In this post, I’m going to share with you my 7 steps to make sure you know how to approach your guitar practice, take back control of your day, and make sure you get things done ASAP.
Like a %&$@ Boss.
No, this is not a redundancy.
When you go to work do you suddenly feel the urge to go to the beach, and then do it? Of course not; you wouldn’t last long in a job like that.
However, do you notice why you wouldn’t do it? The problem is that you have a responsibility with your work; not doing it has its consequences, and we know it.
“But hey, guitar practice is not my job, so there’s no problem if I skip it.” Yes, that might be true, but notice how companies often thrive when people do their jobs? When you take things seriously, you usually have good outcomes, or else the company goes broke.
The same principle goes to when you put your mind to practicing. Take it seriously, dammit!
You are practicing because you want to achieve something: you enjoy playing your idols’ songs, want to play in a band, want to sing a romantic song to your significant other, or whatever it is.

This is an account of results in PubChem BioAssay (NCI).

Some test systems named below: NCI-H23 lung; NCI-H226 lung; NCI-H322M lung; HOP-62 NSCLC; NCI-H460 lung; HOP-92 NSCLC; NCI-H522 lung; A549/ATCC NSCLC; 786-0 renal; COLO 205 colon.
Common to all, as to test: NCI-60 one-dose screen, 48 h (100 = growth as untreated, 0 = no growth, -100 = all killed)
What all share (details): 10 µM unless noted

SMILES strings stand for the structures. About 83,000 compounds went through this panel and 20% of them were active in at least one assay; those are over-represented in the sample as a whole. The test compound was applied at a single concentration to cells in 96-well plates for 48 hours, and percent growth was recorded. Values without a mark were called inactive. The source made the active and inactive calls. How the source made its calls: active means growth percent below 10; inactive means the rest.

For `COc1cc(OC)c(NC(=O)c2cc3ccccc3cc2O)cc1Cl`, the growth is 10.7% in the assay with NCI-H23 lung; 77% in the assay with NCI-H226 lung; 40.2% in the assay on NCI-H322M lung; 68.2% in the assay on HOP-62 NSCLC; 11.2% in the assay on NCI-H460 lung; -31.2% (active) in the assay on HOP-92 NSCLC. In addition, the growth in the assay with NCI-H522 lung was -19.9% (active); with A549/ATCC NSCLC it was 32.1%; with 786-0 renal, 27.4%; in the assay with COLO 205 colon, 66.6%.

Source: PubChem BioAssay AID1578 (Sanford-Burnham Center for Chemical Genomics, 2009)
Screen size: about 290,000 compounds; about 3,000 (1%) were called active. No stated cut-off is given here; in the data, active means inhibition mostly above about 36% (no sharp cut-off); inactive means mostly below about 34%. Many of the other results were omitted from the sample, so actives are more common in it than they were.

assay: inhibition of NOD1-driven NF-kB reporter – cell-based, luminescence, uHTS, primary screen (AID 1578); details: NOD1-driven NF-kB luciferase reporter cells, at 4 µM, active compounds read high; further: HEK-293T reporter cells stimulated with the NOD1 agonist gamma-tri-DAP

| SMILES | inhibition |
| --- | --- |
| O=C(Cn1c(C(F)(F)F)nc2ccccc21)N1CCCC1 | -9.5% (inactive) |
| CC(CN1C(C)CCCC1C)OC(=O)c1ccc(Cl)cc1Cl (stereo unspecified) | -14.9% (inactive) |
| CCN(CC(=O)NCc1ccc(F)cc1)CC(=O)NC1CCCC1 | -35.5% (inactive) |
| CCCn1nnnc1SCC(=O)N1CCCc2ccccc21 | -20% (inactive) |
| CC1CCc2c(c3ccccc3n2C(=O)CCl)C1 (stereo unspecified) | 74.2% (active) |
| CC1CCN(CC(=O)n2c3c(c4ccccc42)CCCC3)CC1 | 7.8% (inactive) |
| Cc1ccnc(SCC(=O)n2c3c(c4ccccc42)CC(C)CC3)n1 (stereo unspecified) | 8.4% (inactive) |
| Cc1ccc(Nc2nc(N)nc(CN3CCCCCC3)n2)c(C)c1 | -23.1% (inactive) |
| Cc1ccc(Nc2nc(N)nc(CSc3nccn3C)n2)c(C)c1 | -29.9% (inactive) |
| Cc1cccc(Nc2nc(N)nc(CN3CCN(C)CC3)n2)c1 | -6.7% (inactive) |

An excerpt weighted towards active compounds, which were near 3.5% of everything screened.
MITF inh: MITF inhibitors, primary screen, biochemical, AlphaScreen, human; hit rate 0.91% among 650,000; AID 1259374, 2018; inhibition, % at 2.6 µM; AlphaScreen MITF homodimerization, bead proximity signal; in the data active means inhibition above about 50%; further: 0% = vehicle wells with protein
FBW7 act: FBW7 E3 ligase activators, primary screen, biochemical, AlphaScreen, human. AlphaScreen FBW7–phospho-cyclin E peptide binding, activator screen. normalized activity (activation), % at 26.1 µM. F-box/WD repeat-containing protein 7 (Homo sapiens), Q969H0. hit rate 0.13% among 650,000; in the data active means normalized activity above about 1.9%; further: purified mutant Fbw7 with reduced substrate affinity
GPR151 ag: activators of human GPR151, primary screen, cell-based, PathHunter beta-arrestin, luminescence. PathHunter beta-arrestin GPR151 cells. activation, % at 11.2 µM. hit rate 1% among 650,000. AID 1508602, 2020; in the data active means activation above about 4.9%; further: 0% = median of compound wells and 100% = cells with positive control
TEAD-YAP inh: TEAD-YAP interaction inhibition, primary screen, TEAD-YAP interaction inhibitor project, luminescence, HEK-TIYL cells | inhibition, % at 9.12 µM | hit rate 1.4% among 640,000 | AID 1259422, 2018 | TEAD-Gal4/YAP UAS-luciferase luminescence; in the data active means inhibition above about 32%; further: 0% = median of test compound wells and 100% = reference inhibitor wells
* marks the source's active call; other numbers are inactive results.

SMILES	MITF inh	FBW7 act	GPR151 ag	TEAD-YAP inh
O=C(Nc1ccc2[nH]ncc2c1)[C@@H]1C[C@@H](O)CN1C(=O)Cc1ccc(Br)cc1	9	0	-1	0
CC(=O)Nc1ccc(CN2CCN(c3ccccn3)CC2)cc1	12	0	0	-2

Do you think that goal is not worth it?
Does it not deserve to be taken seriously?
It does! Of course it does, so realise that it’s important and treat it as such.
Playing guitar can be quite exerting, up to the point that you are doing very intense stuff.
If you are into shred guitar, it’s even worse. In that aspect, you’ll be needing your whole body in top shape.
Just like any athlete would do, it’s always best to start slowly with an adequate warmup. Not only will it make it easier to be effective, but it will also prevent some injuries ( examples here ).
Warming up helps your fingers, hands, elbows, and shoulders get prepared for the work ahead.
Even if what you are playing is not very intense (just strumming some simple chords, for example), it will still be better to warm up so that you can “wake” all your muscles and joints to make for an easier practice.
“OK, I get it, but how should I warm up?” That is a very good question, my young Padawan. Though that answer would take a whole post on itself, here are some basic guidelines to get you started: